We report preliminary results of experimental studies of 'electron columns' in the Tevatron and in a specialized test setup. In the Tevatron, a beam of 150 GeV protons ionizes residual gas and ionization electrons are stored in an electrostatic trap immersed into strong longitudinal magnetic field. Shifts of proton betatron frequencies are observed. In the test setup, we observe effects pointing to accumulation and escape of ionization electrons.

  16. Chromatofocusing of mammalian estrone sulfate sulfohydrolase activity.

    Science.gov (United States)

    Choi, H Y; Hobkirk, R

    1986-12-01

    Estrone sulfate sulfohydrolase (estrogen sulfatase) activity was solubilized by treatment with Triton X-100 from 105,000 g pellets of guinea pig uterus, testis and brain, as well as from rat liver and human placenta. The solubilized forms were subjected to chromatofocusing in the fast protein liquid chromatography (FPLC) system and on conventional columns packed in our laboratory. The guinea pig tissue pattern was complex. Uterus showed peaks of activity with apparent pI's of 9.11 and 7.6; testis contained 3 peaks with pI's of 9.18, 8.7 and 7.5; brain possessed peaks with pI's of 9.28 and 8.6. In each case the major activity peak was that with pI greater than 9. Rat liver activity chromatofocused as a single peak of apparent pI = 6.87 and the human placental enzyme also showed a single, though broad, peak, of pI = 6.57. This suggests not only that the guinea pig enzyme(s) differs markedly from those of rat liver and human placenta, but that there may be qualitative differences between the forms in the three guinea pig tissues. Chromatofocusing behaviour was not independent of the specific exchange resins and ampholytes utilized. The recovered enzyme activity was fairly stable and it seems that chromatofocusing could be a useful step in purification of the guinea pig enzyme(s), particularly the main form possessing a pI greater than 9.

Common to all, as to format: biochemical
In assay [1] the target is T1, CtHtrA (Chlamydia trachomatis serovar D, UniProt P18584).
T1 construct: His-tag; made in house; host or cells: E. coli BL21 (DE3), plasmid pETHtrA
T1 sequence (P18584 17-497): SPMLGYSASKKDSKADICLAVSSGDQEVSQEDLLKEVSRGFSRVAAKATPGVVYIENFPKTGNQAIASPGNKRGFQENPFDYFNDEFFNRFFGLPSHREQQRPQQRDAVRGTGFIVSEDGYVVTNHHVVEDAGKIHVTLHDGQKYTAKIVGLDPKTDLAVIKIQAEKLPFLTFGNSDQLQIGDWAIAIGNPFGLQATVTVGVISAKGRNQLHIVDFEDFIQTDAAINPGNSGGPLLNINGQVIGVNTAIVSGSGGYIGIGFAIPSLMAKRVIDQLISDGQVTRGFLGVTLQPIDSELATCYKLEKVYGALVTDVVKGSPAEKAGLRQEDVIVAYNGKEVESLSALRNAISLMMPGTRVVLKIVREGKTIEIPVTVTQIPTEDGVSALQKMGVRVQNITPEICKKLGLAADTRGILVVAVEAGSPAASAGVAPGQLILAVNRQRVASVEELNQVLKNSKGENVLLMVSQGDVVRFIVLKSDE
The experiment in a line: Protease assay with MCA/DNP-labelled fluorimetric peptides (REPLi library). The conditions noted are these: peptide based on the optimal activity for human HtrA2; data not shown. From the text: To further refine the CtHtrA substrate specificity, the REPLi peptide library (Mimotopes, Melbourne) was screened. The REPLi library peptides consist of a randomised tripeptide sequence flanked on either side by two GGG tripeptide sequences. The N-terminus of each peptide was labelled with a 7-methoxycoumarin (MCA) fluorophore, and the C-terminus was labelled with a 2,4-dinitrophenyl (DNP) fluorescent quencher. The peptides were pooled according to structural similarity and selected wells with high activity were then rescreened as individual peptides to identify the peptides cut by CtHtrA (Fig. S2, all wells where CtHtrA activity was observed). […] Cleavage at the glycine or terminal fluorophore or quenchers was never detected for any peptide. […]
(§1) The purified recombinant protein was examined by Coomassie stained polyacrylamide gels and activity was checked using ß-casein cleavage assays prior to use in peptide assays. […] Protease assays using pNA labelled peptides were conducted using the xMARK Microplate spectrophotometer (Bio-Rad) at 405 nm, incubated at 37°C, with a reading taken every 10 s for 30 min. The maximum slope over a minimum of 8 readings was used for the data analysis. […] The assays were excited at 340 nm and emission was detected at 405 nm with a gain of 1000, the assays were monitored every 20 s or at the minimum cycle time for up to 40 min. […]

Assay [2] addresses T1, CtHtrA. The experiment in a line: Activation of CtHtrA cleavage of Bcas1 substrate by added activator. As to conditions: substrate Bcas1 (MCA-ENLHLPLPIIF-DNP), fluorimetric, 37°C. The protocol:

17. Comparative Proteomic Analysis of Desulfotomaculum reducens MI-1: Insights into the Metabolic Versatility of a Gram-Positive Sulfate- and Metal-Reducing Bacterium.